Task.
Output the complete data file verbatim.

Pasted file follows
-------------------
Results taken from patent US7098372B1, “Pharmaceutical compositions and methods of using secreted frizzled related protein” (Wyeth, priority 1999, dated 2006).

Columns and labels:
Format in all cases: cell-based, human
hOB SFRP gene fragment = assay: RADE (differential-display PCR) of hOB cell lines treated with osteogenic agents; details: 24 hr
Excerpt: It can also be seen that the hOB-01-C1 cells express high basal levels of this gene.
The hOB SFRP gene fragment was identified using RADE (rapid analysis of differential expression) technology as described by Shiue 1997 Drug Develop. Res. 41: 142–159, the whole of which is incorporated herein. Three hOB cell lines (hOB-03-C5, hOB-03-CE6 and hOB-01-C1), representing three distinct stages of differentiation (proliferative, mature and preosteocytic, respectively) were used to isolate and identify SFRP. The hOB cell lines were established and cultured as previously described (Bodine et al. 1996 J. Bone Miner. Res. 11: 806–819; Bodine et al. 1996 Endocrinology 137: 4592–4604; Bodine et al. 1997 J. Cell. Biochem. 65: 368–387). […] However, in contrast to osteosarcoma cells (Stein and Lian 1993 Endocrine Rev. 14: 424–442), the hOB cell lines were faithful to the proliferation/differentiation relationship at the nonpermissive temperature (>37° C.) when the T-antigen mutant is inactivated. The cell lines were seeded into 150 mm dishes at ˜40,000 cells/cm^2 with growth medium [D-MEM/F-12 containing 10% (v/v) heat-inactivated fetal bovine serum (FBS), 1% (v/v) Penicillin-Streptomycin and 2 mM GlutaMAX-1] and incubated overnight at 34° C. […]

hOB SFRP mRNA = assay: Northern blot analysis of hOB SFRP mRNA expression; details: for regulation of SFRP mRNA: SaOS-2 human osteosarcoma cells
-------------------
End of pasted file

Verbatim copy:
Results taken from patent US7098372B1, “Pharmaceutical compositions and methods of using secreted frizzled related protein” (Wyeth, priority 1999, dated 2006).

Columns and labels:
Format in all cases: cell-based, human
hOB SFRP gene fragment = assay: RADE (differential-display PCR) of hOB cell lines treated with osteogenic agents; details: 24 hr
Excerpt: It can also be seen that the hOB-01-C1 cells express high basal levels of this gene.
The hOB SFRP gene fragment was identified using RADE (rapid analysis of differential expression) technology as described by Shiue 1997 Drug Develop. Res. 41: 142–159, the whole of which is incorporated herein. Three hOB cell lines (hOB-03-C5, hOB-03-CE6 and hOB-01-C1), representing three distinct stages of differentiation (proliferative, mature and preosteocytic, respectively) were used to isolate and identify SFRP. The hOB cell lines were established and cultured as previously described (Bodine et al. 1996 J. Bone Miner. Res. 11: 806–819; Bodine et al. 1996 Endocrinology 137: 4592–4604; Bodine et al. 1997 J. Cell. Biochem. 65: 368–387). […] However, in contrast to osteosarcoma cells (Stein and Lian 1993 Endocrine Rev. 14: 424–442), the hOB cell lines were faithful to the proliferation/differentiation relationship at the nonpermissive temperature (>37° C.) when the T-antigen mutant is inactivated. The cell lines were seeded into 150 mm dishes at ˜40,000 cells/cm^2 with growth medium [D-MEM/F-12 containing 10% (v/v) heat-inactivated fetal bovine serum (FBS), 1% (v/v) Penicillin-Streptomycin and 2 mM GlutaMAX-1] and incubated overnight at 34° C. […]

hOB SFRP mRNA = assay: Northern blot analysis of hOB SFRP mRNA expression; details: for regulation of SFRP mRNA: SaOS-2 human osteosarcoma cells